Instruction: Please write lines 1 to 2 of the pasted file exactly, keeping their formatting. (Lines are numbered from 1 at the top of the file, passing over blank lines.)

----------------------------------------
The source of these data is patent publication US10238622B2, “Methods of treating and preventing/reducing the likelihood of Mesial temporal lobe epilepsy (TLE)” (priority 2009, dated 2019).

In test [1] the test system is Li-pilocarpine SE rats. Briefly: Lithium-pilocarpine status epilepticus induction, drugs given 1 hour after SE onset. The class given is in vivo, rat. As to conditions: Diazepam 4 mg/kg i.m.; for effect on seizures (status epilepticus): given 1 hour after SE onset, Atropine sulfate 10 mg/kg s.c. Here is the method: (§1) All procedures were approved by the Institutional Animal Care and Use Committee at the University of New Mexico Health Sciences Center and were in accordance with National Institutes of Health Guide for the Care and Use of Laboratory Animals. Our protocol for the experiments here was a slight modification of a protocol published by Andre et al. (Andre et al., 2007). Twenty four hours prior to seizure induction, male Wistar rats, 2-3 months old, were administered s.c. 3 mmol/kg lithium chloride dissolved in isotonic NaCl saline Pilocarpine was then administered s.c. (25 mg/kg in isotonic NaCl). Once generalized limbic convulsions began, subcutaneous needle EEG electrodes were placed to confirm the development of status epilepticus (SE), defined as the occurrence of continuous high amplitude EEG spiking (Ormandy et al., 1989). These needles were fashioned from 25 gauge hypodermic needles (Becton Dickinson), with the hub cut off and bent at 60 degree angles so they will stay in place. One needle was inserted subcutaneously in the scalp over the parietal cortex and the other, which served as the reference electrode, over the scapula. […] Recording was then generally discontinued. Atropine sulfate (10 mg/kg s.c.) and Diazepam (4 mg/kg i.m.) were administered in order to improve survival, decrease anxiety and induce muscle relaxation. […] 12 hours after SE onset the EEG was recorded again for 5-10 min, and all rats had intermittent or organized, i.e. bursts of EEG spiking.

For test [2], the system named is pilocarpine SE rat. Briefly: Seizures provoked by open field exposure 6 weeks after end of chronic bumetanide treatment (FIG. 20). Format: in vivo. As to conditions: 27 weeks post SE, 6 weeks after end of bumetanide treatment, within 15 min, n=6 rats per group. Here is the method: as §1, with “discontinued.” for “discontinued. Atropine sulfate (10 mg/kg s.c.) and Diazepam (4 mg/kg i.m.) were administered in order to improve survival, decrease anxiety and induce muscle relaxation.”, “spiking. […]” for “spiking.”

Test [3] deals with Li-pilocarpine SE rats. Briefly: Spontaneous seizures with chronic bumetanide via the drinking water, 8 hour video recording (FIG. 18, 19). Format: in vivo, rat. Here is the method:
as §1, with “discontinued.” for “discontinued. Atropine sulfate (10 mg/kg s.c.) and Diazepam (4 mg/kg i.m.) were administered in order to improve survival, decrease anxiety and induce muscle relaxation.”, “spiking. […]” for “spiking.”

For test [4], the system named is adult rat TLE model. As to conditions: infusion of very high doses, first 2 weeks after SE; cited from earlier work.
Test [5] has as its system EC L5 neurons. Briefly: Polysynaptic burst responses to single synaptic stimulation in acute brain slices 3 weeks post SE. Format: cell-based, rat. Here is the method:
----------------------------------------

The source of these data is patent publication US10238622B2, “Methods of treating and preventing/reducing the likelihood of Mesial temporal lobe epilepsy (TLE)” (priority 2009, dated 2019).

In test [1] the test system is Li-pilocarpine SE rats. Briefly: Lithium-pilocarpine status epilepticus induction, drugs given 1 hour after SE onset. The class given is in vivo, rat. As to conditions: Diazepam 4 mg/kg i.m.; for effect on seizures (status epilepticus): given 1 hour after SE onset, Atropine sulfate 10 mg/kg s.c. Here is the method: (§1) All procedures were approved by the Institutional Animal Care and Use Committee at the University of New Mexico Health Sciences Center and were in accordance with National Institutes of Health Guide for the Care and Use of Laboratory Animals. Our protocol for the experiments here was a slight modification of a protocol published by Andre et al. (Andre et al., 2007). Twenty four hours prior to seizure induction, male Wistar rats, 2-3 months old, were administered s.c. 3 mmol/kg lithium chloride dissolved in isotonic NaCl saline Pilocarpine was then administered s.c. (25 mg/kg in isotonic NaCl). Once generalized limbic convulsions began, subcutaneous needle EEG electrodes were placed to confirm the development of status epilepticus (SE), defined as the occurrence of continuous high amplitude EEG spiking (Ormandy et al., 1989). These needles were fashioned from 25 gauge hypodermic needles (Becton Dickinson), with the hub cut off and bent at 60 degree angles so they will stay in place. One needle was inserted subcutaneously in the scalp over the parietal cortex and the other, which served as the reference electrode, over the scapula. […] Recording was then generally discontinued. Atropine sulfate (10 mg/kg s.c.) and Diazepam (4 mg/kg i.m.) were administered in order to improve survival, decrease anxiety and induce muscle relaxation. […] 12 hours after SE onset the EEG was recorded again for 5-10 min, and all rats had intermittent or organized, i.e. bursts of EEG spiking.